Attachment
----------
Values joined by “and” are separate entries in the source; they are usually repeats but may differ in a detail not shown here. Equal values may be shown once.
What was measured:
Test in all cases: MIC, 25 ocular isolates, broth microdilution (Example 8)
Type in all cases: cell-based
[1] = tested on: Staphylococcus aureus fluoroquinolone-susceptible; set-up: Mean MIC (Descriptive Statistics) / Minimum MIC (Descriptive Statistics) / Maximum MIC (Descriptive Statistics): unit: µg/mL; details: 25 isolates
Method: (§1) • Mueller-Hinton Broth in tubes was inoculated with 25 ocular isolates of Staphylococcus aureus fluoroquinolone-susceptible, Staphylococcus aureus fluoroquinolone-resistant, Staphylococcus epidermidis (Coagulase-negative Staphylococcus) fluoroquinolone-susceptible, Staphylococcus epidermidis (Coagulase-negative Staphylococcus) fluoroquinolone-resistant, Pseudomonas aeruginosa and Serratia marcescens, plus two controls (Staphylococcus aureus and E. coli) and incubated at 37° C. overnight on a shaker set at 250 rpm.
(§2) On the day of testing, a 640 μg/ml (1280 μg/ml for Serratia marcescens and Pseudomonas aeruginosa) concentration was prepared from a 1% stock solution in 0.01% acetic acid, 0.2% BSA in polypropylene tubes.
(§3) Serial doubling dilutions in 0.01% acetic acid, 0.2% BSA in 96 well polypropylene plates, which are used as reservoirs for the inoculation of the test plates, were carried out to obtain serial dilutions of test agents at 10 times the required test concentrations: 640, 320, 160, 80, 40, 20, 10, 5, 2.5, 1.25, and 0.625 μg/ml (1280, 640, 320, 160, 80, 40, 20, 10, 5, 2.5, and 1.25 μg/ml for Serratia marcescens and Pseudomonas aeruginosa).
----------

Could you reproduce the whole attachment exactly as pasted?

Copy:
Values joined by “and” are separate entries in the source; they are usually repeats but may differ in a detail not shown here. Equal values may be shown once.
What was measured:
Test in all cases: MIC, 25 ocular isolates, broth microdilution (Example 8)
Type in all cases: cell-based
[1] = tested on: Staphylococcus aureus fluoroquinolone-susceptible; set-up: Mean MIC (Descriptive Statistics) / Minimum MIC (Descriptive Statistics) / Maximum MIC (Descriptive Statistics): unit: µg/mL; details: 25 isolates
Method: (§1) • Mueller-Hinton Broth in tubes was inoculated with 25 ocular isolates of Staphylococcus aureus fluoroquinolone-susceptible, Staphylococcus aureus fluoroquinolone-resistant, Staphylococcus epidermidis (Coagulase-negative Staphylococcus) fluoroquinolone-susceptible, Staphylococcus epidermidis (Coagulase-negative Staphylococcus) fluoroquinolone-resistant, Pseudomonas aeruginosa and Serratia marcescens, plus two controls (Staphylococcus aureus and E. coli) and incubated at 37° C. overnight on a shaker set at 250 rpm.
(§2) On the day of testing, a 640 μg/ml (1280 μg/ml for Serratia marcescens and Pseudomonas aeruginosa) concentration was prepared from a 1% stock solution in 0.01% acetic acid, 0.2% BSA in polypropylene tubes.
(§3) Serial doubling dilutions in 0.01% acetic acid, 0.2% BSA in 96 well polypropylene plates, which are used as reservoirs for the inoculation of the test plates, were carried out to obtain serial dilutions of test agents at 10 times the required test concentrations: 640, 320, 160, 80, 40, 20, 10, 5, 2.5, 1.25, and 0.625 μg/ml (1280, 640, 320, 160, 80, 40, 20, 10, 5, 2.5, and 1.25 μg/ml for Serratia marcescens and Pseudomonas aeruginosa).